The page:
Tag Archives: fabric

Finding Value

Color, value, and pattern all factor into the ways we experience the interplay between patches and blocks.

Value is the relative lightness or darkness of one fabric patch to another. Some would argue that value is more important than color in impact on the quilt design. I’m not sure I’d go that far. To me, color and value are partners, along with the other elements of design. Because some people perceive one more easily than the other, as a quilter you need to be aware of both. Both color and value contribute to the elements of shape and line, to give the total impression of contrast and visual interest.

For those of us who are not color blind, differences in color are pretty easy to see. But value is much harder for many quilters. Value can be obscured by saturation, or by “brightness.” For example, here is a quilt I found interesting. This is my XOXO quilt. Look at the values in the Xs and Os in the last border. Is the pale blue background lighter in value than all the other patches?

XOXO, Medallion Sew-Along Track 1, finish #6. 48″ square. Finished June 2014.

What about the solid medallion I showed you a few days ago? To me, the colors give strong contrast, but the values do not. Are the values the same or different? What is darkest? What is lightest?

Unquilted sample

Prints can make it difficult to discern value differences. To me, this one is darn near a “low volume” (muted, low value-contrast) quilt.

A more modern take

Here is a quilt I made for Jim many years ago. Both value and color seem to be in a narrow range here. Are they?

There are various tricks quilters use to discern value when it isn’t obvious.

  1. Array a group of fabrics from darkest to lightest. Squint or take off your glasses. Are you sure they are in value order? Rearrange if needed. Turn the lights down most of the way, so the room is dim. Now how are they?
  2. Use a colored filter. Viewed through a filter, fabrics generally reveal value differences as the color disappears. However, a red piece of fabric will still show as red if you use a red filter, and green fabric will still show as green through a green filter. To get this to work for all your fabrics, you need multiple filters. That isn’t always convenient, or even easy to remember.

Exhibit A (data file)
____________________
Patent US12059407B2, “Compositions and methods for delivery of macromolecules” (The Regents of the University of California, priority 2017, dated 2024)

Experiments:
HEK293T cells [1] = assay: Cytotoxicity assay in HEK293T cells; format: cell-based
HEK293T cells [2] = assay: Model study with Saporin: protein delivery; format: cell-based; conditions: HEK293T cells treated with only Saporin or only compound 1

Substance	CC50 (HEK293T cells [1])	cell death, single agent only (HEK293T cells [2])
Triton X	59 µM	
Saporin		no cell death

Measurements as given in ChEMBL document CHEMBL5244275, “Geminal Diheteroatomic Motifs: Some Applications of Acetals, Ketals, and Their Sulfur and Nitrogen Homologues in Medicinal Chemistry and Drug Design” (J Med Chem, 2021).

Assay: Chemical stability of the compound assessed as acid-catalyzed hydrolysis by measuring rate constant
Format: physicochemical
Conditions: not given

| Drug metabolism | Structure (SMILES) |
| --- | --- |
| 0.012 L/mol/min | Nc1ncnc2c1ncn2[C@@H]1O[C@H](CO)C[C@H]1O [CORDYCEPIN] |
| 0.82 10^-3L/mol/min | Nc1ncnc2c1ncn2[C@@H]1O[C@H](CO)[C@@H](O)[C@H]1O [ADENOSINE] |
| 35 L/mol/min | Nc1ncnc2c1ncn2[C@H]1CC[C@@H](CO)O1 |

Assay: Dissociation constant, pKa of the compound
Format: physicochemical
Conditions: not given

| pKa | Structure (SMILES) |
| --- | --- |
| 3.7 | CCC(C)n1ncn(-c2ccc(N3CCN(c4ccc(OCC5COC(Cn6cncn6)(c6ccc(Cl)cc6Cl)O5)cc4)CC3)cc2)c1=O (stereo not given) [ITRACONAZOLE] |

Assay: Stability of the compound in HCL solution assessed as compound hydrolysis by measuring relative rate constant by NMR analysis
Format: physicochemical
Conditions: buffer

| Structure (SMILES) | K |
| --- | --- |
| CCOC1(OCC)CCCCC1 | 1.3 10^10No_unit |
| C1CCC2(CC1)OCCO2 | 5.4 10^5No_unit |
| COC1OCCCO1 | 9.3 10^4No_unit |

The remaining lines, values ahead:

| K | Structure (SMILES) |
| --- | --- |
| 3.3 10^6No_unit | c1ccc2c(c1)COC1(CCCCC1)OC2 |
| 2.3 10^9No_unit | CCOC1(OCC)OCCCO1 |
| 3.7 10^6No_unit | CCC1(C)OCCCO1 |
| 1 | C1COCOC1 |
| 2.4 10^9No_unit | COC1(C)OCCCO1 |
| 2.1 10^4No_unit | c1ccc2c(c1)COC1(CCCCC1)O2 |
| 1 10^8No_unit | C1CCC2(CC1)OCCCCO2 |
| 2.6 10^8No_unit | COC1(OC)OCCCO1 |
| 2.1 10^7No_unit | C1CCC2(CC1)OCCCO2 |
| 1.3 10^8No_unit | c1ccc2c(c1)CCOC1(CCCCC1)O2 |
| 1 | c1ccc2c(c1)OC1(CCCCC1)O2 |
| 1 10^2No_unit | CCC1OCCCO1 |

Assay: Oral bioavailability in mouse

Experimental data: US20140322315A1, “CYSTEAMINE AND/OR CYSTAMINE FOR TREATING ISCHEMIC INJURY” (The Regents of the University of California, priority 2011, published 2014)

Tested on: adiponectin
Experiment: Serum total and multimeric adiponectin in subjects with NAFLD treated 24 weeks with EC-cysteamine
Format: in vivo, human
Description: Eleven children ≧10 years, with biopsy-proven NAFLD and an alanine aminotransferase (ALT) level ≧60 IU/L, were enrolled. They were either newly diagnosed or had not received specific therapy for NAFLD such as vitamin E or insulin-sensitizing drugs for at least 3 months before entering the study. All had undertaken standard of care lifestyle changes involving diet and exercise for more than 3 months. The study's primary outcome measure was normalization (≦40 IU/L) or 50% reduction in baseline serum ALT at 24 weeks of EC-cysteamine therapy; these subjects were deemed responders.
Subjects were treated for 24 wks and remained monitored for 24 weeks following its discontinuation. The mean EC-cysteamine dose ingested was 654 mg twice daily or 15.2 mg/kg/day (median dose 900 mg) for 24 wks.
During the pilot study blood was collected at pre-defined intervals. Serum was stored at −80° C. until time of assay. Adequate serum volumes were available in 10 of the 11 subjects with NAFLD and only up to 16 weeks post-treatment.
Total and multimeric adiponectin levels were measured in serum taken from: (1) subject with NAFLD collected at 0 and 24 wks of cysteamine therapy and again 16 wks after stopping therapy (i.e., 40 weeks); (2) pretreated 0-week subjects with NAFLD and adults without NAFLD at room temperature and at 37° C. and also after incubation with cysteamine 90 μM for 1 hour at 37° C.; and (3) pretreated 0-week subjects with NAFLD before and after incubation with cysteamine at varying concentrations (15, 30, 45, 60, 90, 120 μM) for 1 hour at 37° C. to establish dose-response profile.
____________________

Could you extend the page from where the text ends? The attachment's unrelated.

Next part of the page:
3. Use a scanner or copier to photocopy fabric swatches, then print in black and white. With the color removed, you can see only value.
  4. Easier (these days) is to take a photo of a set of fabrics. Using either the camera’s own setting, or a photo-editing application, view the picture in black and white. (One photo editor I use is PicMonkey. This is a free service for basic needs, though you can also buy access to an upgraded version.)

Here are the four pictures from above, shown with color removed. The black and white reveals value differences more clearly than you may see with just color. For XOXO you can see there is one block in the top border and one in the bottom border with no value contrast. In black and white, the block almost disappears. The bright pink fools the eye with color contrast, though. You can also see the middle border disappears, because there isn’t enough contrast in the half-square triangles’ values.

In the solid medallion, the fuschia (hot pink) is actually lighter in value than the background grey. And in fact, there is reasonably good value contrast.

This looks low volume (muted and low contrast) in color and in value. The larger prints lead to some of that effect, as the edges between patches blur. My preference, generally, is for stronger contrast than this.

This really is all the same color and value. The main differences are in pattern. It was a deliberate choice I made as an early quilter. Technically it may not work, but in person on Jim’s office wall, it looks darn good.

As I looked for online resources about value, I found them much less available than about color. One of the better blog posts I found was from Piecemeal Quilts. This Skillbuilder Series post talks about color, value, and pattern. There are some helpful photos that show the affects of changing value combinations.

Kona Cotton Solids

I’m working on a small quilt made of solid fabrics — no prints. I don’t mind mixing prints and solids, but this one is intended to have an old-fashioned Amish feel. Some of the fabrics were purchased at JoAnn’s, and some were from local quilt shops.

JoAnn’s sells solids under two or three different labels. One label (brand) is Kona Cotton Solids. The question comes up regularly about the maker of JoAnn’s Kona solids. If you buy something called “Kona” at the quilt shop, it also will show the maker as Robert Kaufman. JoAnn’s doesn’t say that.

Who makes JoAnn’s Kona solids? Are they made by Robert Kaufman or some other manufacturer? Are they Robert Kaufman second-quality goods?

This morning in the Stashbusters Yahoo site (group forum), someone posted a link to Bonnie Hunter’s Quiltville blog. Bonnie and Robert Kaufman answered this question definitively. I encourage you to read the whole answer provided by Robert Kaufman. However, I’ll summarize here:

  1. Robert Kaufman makes ALL Kona Cotton Solids, regardless of retailer.
  2. ALL Robert Kaufman Kona Cotton fabrics distributed are first quality. Seconds are destroyed.
  3. If you find fabric labeled as Kona Cotton Solids that appears to be of lower quality, the company would like you to mail them a sample.

Where should you buy your Kona Cotton Solids? Many of us like to patronize our local quilt shops, ensuring their success to keep them in our communities. Many of us like the coupons and sales offered by JoAnn Fabrics. Hobby Lobby also has carried Kona solids, but I don’t shop there anymore. So as with most of the rest of my fabric purchases, I will continue to buy at JoAnn’s and make sure I support my local shops, as well.

Explosive and Stable at the Same Time

FFF, 42″ x 44″. Unquilted, July 2014.

I’ve been working on this, off and on (and mostly off) for … a long time. I started with some beautiful African fabrics I bought at a quilt show (years ago). With those as inspiration, I found a number of other “domestic” prints. (Just how domestic our fabrics are is a matter for another post.)